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Introducing the "Rough Cut" Series

The Death of a Journalist

Lebanon: What the election meant

Iran: The Mars Connection

Bolivia: Rebellion Rises Again

 

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Introducing the "Rough Cut" Series

Karzan Sherabayani

Karzan Sherabayani, the subject of our first "Rough Cut" in the series, returns to Kirkuk to vote in historic elections.

This week, FRONTLINE/World launches "Rough Cut," a new weekly series of Web-exclusive videos from around the world.

One of our biggest challenges at FRONTLINE/World has been deciding which stories we will broadcast, among the hundreds of videos and proposals we receive each year.

So far, in 16 episodes, we have aired 41 stories from more than 30 countries. But we have turned down countless documentaries by talented reporters and producers simply because we don't have the air time to broadcast them.

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The Death of a Journalist

Samir Kassir

Samir Kassir.

Samir Kassir, 45, a respected journalist and outspoken critic of Syria's domination of Lebanon, was killed in a car bomb in Beirut on June 2. His murder sent shockwaves through the Lebanese pro-democracy movement trying to create a country free of Syrian control.

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Lebanon: What the election meant

Reporter Kate Seelye

Kate Seelye interviews opposition supporters in Beirut.

Just two and a half months ago, I witnessed a heady celebration in Beirut's Martyrs' Square, the site of the many anti-Syrian protests that helped force Syrian troops to leave after a 29-year occupation. Lebanese diva Majida Rumi was singing about freedom and liberty and the crowd of thousands -- mainly young Lebanese who had joined the string of protests -- were going wild. Syrian forces were on their way out and the Lebanese were giddy with a sense of empowerment.

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Iran: The Mars Connection

Space Conference Attendees

Space aficionados gather in Graz old town, Austria, a UNESCO World Heritage site.

Iran's suspected nuclear weapons program could cripple the International Space Station and it wouldn't need a nuclear weapon to do it. I came across this fact while working on our Iran nuclear story, which aired in May.

It turns out that legislation signed by Clinton just before he left office in 2000 prevents the U.S. from trading with countries found supplying nuclear weapons technology to Iran. It's no secret that in recent years Russia has been doing just that.

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Bolivia: Rebellion Rises Again

Bolivian Mineworkers

Bolivia is Latin America's poorest country but rich in minerals and natural gas.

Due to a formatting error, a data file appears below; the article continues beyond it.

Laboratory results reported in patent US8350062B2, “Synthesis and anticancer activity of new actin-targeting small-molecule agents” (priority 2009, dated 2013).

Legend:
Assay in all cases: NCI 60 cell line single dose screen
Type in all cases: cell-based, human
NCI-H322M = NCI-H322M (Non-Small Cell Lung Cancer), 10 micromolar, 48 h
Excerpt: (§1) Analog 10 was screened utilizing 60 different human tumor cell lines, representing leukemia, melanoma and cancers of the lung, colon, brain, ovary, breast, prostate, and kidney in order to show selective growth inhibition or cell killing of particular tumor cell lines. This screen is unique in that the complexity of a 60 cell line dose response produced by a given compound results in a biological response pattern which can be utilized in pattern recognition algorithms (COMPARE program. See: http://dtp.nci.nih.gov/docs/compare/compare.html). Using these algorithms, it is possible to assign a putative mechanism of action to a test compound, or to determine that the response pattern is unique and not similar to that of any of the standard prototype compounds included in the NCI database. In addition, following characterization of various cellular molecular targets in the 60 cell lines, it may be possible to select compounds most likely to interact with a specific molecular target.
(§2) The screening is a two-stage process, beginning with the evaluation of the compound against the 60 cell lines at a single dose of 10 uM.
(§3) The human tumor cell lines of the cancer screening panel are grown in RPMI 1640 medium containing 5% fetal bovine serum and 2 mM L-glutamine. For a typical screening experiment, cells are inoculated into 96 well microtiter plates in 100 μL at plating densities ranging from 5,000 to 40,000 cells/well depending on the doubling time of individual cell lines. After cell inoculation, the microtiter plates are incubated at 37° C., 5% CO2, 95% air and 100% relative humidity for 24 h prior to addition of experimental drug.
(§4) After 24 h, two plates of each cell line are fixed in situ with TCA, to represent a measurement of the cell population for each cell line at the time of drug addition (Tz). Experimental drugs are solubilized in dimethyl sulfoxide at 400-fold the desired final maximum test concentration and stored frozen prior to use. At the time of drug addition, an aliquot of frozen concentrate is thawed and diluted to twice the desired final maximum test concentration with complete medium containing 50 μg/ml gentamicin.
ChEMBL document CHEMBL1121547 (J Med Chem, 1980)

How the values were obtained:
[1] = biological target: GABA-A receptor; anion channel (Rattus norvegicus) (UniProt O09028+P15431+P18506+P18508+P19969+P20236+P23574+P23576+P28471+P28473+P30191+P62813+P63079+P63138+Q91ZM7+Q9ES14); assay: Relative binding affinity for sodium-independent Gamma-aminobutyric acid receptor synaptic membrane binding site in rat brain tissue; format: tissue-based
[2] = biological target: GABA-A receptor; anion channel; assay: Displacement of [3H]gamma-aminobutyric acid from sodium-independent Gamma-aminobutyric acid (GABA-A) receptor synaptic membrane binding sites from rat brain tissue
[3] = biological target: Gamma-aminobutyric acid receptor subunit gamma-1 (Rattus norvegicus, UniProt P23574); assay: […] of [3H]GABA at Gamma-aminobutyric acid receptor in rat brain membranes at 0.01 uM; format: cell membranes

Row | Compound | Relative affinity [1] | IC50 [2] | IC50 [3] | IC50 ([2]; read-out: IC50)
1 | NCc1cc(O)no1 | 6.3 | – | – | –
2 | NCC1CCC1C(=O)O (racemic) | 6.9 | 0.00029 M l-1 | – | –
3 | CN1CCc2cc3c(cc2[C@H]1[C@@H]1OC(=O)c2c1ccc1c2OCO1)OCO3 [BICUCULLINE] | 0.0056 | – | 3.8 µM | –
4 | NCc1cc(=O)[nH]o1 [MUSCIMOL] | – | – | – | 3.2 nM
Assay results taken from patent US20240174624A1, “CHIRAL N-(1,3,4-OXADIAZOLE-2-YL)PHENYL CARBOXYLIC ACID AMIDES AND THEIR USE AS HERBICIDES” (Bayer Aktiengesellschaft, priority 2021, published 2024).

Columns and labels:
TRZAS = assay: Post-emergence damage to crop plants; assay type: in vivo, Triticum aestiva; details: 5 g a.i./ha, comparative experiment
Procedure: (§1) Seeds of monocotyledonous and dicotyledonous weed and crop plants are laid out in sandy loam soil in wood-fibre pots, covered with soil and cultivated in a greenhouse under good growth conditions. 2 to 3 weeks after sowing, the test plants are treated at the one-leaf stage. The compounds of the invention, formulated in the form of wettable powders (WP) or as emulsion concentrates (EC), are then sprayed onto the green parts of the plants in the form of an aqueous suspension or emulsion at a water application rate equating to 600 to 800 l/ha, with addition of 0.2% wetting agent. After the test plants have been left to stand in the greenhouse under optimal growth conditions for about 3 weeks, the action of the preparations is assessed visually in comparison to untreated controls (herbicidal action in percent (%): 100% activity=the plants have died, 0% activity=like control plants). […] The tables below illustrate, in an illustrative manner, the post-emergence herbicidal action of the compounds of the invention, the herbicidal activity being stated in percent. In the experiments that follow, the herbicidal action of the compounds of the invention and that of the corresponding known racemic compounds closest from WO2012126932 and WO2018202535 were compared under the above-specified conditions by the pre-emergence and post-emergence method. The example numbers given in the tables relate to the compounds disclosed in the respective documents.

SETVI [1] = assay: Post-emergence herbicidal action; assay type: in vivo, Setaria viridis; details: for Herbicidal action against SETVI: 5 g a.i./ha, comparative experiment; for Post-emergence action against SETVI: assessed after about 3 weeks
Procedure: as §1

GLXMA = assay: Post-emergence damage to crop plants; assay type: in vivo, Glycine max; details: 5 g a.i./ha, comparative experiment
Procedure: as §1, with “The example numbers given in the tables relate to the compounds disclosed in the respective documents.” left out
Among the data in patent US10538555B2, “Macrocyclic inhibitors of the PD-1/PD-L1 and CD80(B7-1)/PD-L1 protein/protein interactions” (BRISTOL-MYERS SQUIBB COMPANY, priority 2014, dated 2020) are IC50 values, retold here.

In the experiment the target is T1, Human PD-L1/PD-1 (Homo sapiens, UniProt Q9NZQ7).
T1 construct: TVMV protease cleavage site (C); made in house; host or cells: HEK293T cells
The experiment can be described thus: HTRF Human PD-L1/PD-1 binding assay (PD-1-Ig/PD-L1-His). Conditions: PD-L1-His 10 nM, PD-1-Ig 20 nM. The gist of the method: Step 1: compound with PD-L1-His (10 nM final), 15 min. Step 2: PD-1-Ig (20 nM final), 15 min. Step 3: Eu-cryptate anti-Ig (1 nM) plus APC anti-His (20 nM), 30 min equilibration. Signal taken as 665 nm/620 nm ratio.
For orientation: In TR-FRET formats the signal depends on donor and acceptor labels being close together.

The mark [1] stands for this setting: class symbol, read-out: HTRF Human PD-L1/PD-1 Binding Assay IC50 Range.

The violent protests that forced the resignation of Bolivia's president last week were the latest in a series of political upheavals, which have rocked Latin America's poorest country since 2000. Back then, the subsidiary of a U.S. company, Bechtel, privatized the public water system in Cochabamba, one of Bolivia's largest cities, and attempted to raise water fees. Impoverished residents resisted and their protests sparked a national uprising, forcing Bechtel to leave the country.

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Russia: Khodorkovsky's Fall

khodorkovsky

Khodorkovsky behind bars.

After spending the last 17 months in jail, Mikhail Khodorkovsky has been sentenced to 9 years in prison on an assortment of corporate crimes. The political trial, which has become a public spectacle in Russia over the last 11 months, has left the rest of the country's business elite wondering who's next for the Kremlin's wrath. The 41-year-old Khodorkovsky epitomized the young oligarchs who became super-wealthy in the early 1990s when Russia began chaotically selling off its state-owned industries.

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Iran: Nuclear Reactions

Sirus Naseri

Iran's Sirus Naseri at the IAEA in Vienna.

"We are the only country to use nuclear weapons against another country -- two times! Now we have the audacity to ask if others should use nuclear technology. We are in a morally untenable position."

One of your reactions to our May 24 broadcast on Iran's secretive nuclear program. Since the show aired last week, Iran's nuclear aspirations have hardly been out of the headlines. European persistence paid off when they convinced Iran to continue postponing its uranium enrichment; while the month-long nuclear treaty review conference at the U.N. drew heat but not much light.

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